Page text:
A sign is placed in front of a Burger King restaurant on February 15, 2022 in Daly City, California.
Justin Sullivan | Getty Images
Brands International Restaurant On Thursday, it reported quarterly earnings and revenue that beat Wall Street expectations, buoyed by growth in international sales at Burger King and a recovery in Canada’s Tim Hortons locations.
In the US, the company said same-store sales were flat at Burger King and Popeyes.
The company’s shares were almost flat in pre-market trading.
Here’s what the company reported compared to what Wall Street was expecting, based on an analyst survey by Refinitiv:
- Earnings per share: 82 cents adjusted vs. 73 cents expected
- Revenue: $1.64 billion vs. $1.57 billion forecast
Restaurant Brands reported second-quarter net income attributable to shareholders of $236 million, or 76 cents per share, down from $259 million, or 84 cents per share, in the prior year.
Excluding costs related to the acquisition of Firehouse Subs and other items, the company earned 82 cents per share.
Net sales It rose 14% to $1.64 billion. Global store sales across the company’s portfolio increased 9% in the first quarter, driven by the performance of Tim Hortons and Burger King.
Tim Hortons reported same-store sales growth of 12.2%, topping StreetAccount’s estimate of 8%. The Canadian coffee chain’s same-store sales increased 14.2% in the quarter. Thames, which accounts for about 60% of restaurant revenue, has taken longer to recover from the pandemic, in large part due to tighter local market restrictions.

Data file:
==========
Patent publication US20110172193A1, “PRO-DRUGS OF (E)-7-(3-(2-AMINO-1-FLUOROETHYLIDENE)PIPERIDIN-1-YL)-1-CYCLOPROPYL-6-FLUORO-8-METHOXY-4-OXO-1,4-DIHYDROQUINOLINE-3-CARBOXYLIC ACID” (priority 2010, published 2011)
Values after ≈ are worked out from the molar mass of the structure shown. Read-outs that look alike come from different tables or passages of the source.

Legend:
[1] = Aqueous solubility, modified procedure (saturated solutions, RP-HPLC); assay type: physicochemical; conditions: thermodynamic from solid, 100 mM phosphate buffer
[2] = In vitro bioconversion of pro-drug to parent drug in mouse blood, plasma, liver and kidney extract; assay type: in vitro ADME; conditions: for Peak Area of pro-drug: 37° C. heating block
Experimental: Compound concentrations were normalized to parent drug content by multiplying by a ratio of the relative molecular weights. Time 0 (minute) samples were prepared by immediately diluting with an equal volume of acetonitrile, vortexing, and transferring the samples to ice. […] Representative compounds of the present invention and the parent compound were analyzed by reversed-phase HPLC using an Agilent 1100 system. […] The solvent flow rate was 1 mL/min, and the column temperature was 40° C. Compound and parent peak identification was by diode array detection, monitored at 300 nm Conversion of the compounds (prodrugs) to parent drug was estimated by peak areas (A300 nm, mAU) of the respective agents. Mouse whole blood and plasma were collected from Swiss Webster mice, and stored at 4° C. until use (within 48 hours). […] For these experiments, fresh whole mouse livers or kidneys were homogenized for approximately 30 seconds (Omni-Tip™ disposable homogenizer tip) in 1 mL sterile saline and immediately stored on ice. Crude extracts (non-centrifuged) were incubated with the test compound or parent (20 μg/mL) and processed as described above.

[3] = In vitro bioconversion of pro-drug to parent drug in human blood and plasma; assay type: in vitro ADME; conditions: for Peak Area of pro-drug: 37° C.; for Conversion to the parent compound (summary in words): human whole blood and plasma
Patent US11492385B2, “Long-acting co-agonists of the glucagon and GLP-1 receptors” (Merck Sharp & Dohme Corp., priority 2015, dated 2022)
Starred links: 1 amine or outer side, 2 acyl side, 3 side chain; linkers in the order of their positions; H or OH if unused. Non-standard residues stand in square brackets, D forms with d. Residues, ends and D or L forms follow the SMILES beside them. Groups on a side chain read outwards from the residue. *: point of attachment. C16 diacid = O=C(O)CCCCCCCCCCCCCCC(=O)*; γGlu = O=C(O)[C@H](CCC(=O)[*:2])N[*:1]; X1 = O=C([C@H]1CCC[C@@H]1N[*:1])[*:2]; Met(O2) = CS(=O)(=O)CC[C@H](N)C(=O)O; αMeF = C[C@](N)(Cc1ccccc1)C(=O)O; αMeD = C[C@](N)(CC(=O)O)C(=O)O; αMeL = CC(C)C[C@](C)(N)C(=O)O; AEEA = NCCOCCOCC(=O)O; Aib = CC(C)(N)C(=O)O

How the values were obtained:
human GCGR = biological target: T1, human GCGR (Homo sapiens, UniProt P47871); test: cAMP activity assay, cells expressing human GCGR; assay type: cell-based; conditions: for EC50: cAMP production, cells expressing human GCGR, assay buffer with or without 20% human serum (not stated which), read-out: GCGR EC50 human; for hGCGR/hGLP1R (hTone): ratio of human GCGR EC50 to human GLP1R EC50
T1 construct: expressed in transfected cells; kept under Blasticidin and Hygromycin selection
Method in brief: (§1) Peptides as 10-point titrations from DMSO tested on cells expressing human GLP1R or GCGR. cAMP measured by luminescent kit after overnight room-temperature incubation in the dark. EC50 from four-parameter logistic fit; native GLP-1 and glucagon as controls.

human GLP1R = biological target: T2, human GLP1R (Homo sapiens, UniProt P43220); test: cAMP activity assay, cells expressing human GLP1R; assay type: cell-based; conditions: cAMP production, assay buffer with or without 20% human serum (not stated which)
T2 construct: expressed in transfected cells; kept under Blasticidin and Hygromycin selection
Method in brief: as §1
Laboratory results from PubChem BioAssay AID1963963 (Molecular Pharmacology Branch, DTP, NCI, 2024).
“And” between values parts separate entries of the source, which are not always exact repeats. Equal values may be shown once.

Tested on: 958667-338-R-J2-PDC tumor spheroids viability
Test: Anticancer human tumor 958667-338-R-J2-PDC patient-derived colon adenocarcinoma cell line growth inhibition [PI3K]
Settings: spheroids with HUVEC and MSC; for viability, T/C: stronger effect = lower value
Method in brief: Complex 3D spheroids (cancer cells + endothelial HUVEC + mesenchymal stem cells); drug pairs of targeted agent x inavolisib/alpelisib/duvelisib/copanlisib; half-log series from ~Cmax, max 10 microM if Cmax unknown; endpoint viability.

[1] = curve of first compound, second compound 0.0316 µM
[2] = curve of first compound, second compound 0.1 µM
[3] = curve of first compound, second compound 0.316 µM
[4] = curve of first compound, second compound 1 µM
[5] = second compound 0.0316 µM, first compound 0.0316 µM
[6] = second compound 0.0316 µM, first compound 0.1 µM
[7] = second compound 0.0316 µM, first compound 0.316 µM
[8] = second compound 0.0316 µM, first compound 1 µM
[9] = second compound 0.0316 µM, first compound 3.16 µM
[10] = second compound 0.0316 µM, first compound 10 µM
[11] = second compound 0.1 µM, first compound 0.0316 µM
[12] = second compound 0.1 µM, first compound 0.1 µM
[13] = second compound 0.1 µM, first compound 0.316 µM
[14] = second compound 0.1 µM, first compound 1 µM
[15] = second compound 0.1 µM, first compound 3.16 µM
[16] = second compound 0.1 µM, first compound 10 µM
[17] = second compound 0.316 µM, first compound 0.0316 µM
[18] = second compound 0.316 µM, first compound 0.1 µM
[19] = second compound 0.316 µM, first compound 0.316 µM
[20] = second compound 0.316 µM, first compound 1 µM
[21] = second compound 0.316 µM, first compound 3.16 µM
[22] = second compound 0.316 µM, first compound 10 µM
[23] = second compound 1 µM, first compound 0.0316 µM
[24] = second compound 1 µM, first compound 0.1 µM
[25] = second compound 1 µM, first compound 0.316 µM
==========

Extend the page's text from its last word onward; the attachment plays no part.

Burger King’s department store sales rose 10% in the quarter, beating Wall Street expectations of 3.4%. Outside the United States, same-store sales rose 18.4%. But same-store sales in the domestic market have been steady. Restaurant Brands executives plan to share more details about Burger King’s transformation strategy in the United States in early September.
Popeyes Louisiana Kitchen reported same-store sales growth of 1.4%, beating estimates of 0.3%. Like Burger King, Popeyes reported consistent same-store sales in the United States. The fried chicken chain has seen growth lags in recent quarters as it faces tough comparisons to the days prior to the pandemic, when the chicken sandwich fueled its soaring sales.
Firehouse Subs, the latest addition to the Restaurant Brands portfolio, saw same-store sales fall 1.4% in the quarter.
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